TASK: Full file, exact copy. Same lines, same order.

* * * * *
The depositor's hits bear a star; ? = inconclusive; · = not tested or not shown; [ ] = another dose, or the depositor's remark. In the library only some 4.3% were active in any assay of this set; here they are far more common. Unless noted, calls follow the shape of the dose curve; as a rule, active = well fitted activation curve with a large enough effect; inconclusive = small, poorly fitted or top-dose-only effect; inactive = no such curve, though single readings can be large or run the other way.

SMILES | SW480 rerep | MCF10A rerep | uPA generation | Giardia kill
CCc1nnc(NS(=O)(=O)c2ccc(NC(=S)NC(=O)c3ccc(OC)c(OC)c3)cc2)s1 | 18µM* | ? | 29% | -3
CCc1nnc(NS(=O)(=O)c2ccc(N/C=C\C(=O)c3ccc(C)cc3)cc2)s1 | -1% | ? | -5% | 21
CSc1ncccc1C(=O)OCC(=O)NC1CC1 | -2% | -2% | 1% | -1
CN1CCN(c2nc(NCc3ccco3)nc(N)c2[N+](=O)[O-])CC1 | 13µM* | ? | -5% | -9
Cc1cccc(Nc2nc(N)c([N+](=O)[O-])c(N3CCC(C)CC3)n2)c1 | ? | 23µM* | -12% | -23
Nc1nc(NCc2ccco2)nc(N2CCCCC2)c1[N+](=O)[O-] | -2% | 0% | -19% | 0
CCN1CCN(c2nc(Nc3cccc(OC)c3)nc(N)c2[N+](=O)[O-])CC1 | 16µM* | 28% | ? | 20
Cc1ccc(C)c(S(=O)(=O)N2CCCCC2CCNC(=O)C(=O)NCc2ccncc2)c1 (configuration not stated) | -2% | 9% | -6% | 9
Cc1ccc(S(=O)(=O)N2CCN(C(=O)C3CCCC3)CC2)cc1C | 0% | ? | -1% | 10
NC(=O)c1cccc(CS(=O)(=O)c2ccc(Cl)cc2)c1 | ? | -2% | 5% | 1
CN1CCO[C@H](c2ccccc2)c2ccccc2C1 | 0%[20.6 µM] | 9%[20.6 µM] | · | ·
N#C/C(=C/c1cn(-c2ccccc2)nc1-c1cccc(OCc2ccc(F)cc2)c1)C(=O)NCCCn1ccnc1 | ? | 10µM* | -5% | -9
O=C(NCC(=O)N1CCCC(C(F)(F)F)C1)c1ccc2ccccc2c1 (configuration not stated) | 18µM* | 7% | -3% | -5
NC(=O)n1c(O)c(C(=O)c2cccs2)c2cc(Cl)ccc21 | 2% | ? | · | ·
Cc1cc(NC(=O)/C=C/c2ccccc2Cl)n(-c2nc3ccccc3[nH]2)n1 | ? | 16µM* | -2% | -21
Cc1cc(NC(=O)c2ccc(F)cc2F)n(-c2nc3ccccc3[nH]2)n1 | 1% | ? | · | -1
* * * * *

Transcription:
The depositor's hits bear a star; ? = inconclusive; · = not tested or not shown; [ ] = another dose, or the depositor's remark. In the library only some 4.3% were active in any assay of this set; here they are far more common. Unless noted, calls follow the shape of the dose curve; as a rule, active = well fitted activation curve with a large enough effect; inconclusive = small, poorly fitted or top-dose-only effect; inactive = no such curve, though single readings can be large or run the other way.

SMILES | SW480 rerep | MCF10A rerep | uPA generation | Giardia kill
CCc1nnc(NS(=O)(=O)c2ccc(NC(=S)NC(=O)c3ccc(OC)c(OC)c3)cc2)s1 | 18µM* | ? | 29% | -3
CCc1nnc(NS(=O)(=O)c2ccc(N/C=C\C(=O)c3ccc(C)cc3)cc2)s1 | -1% | ? | -5% | 21
CSc1ncccc1C(=O)OCC(=O)NC1CC1 | -2% | -2% | 1% | -1
CN1CCN(c2nc(NCc3ccco3)nc(N)c2[N+](=O)[O-])CC1 | 13µM* | ? | -5% | -9
Cc1cccc(Nc2nc(N)c([N+](=O)[O-])c(N3CCC(C)CC3)n2)c1 | ? | 23µM* | -12% | -23
Nc1nc(NCc2ccco2)nc(N2CCCCC2)c1[N+](=O)[O-] | -2% | 0% | -19% | 0
CCN1CCN(c2nc(Nc3cccc(OC)c3)nc(N)c2[N+](=O)[O-])CC1 | 16µM* | 28% | ? | 20
Cc1ccc(C)c(S(=O)(=O)N2CCCCC2CCNC(=O)C(=O)NCc2ccncc2)c1 (configuration not stated) | -2% | 9% | -6% | 9
Cc1ccc(S(=O)(=O)N2CCN(C(=O)C3CCCC3)CC2)cc1C | 0% | ? | -1% | 10
NC(=O)c1cccc(CS(=O)(=O)c2ccc(Cl)cc2)c1 | ? | -2% | 5% | 1
CN1CCO[C@H](c2ccccc2)c2ccccc2C1 | 0%[20.6 µM] | 9%[20.6 µM] | · | ·
N#C/C(=C/c1cn(-c2ccccc2)nc1-c1cccc(OCc2ccc(F)cc2)c1)C(=O)NCCCn1ccnc1 | ? | 10µM* | -5% | -9
O=C(NCC(=O)N1CCCC(C(F)(F)F)C1)c1ccc2ccccc2c1 (configuration not stated) | 18µM* | 7% | -3% | -5
NC(=O)n1c(O)c(C(=O)c2cccs2)c2cc(Cl)ccc21 | 2% | ? | · | ·
Cc1cc(NC(=O)/C=C/c2ccccc2Cl)n(-c2nc3ccccc3[nH]2)n1 | ? | 16µM* | -2% | -21
Cc1cc(NC(=O)c2ccc(F)cc2F)n(-c2nc3ccccc3[nH]2)n1 | 1% | ? | · | -1